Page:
The Black Death of Medieval Europe and Their Cures


Kelly Macquire
published on 31 July 2022

The Black Death was a truly devastating plague that ravaged Medieval Europe between 1347 and 1352, killing somewhere between twenty-five and thirty million people. The bubonic plague causes swelling of lymph nodes in the groin and the armpits which then take on a sickening black colour, which is where the name Black Death came from. Along with the black sores known as buboes (which is where the name Bubonic comes from), the infected would also suffer from fever and joint pain. In fourteenth-century Europe, two-thirds of those who became infected died from the disease, often within seventy-two hours. The disease reduced Europe’s population by around a third and caused major changes in the medieval social structure.

The disease was brought to Europe by rodents that carried fleas with the bacillus bacterium Yersinia Pestis. The black death entered Europe most probably via Sicily where four rat-infested Genoese ships had docked, arriving from Caffa in the Black Sea. The doctors of Medieval Europe had absolutely no idea how the plague started, what caused it or how it spread which meant they were pretty much at a loss on how to treat it or prevent others from catching it. Since they didn’t know about the rats and the bacteria, the Medieval Europeans thought it may have been caused by the wrath of god, or the work of the devil, maybe from the alignment of the planets or unbalanced humours of the body.



0:00​ Introduction
0:57 What was the Black Death?
2:04 What Caused the Black Death?
3:29 Medieval Cures for the Black Death
7:22 Consequences of the Black Death
10:13 Outro

Black Death
Medieval Cures for the Black Death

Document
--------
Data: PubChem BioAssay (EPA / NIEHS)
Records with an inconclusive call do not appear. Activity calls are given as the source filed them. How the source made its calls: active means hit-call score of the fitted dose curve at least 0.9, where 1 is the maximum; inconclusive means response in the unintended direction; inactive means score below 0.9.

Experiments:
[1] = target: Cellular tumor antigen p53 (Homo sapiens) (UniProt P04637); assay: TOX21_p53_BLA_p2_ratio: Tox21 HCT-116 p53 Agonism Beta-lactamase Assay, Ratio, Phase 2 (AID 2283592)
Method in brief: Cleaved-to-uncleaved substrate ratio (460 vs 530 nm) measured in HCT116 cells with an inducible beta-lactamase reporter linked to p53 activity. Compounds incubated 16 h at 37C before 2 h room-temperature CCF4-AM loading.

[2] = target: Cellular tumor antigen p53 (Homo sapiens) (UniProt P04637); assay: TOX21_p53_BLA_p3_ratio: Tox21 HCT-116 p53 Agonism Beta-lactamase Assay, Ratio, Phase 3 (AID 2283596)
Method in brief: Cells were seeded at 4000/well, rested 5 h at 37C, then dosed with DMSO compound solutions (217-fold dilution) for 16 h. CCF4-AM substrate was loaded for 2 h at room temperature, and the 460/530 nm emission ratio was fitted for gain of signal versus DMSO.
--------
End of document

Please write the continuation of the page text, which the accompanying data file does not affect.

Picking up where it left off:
Effects of the Black Death on Europe
Religious Responses to the Black Death
Boccaccio on the Back Death: Text & Commentary–commentary/
Reactions to Plague in the Ancient & Medieval World–medieval-world/

What was Feudalism in Medieval Europe?
Courtly Love in the High Middle Ages
A Short History of the Medieval Illuminated Manuscripts
The Crusades: A Brief History of the Medieval Religious Wars

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The music used in this recording is the intellectual copyright of Michael Levy, a prolific composer for the recreated lyres of antiquity, and used with the creator's permission. Michael Levy's music is available to stream at all the major digital music platforms. Find out more on:

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About the Author

Kelly Macquire
Kelly is a graduate from Monash University who has completed her BA (Honours) in Ancient History and Archaeology, focussing on iconography and status in Pylos burials. She has a passion for mythology and the Aegean Bronze Age.

Cite This Work

APA Style

Macquire, K. (2022, July 31). The Black Death of Medieval Europe and Their Cures. World History Encyclopedia. Retrieved from

Chicago Style

Macquire, Kelly. "The Black Death of Medieval Europe and Their Cures." World History Encyclopedia. Last modified July 31, 2022.

MLA Style

Macquire, Kelly. "The Black Death of Medieval Europe and Their Cures." World History Encyclopedia. World History Encyclopedia, 31 Jul 2022. Web. 15 Jun 2024.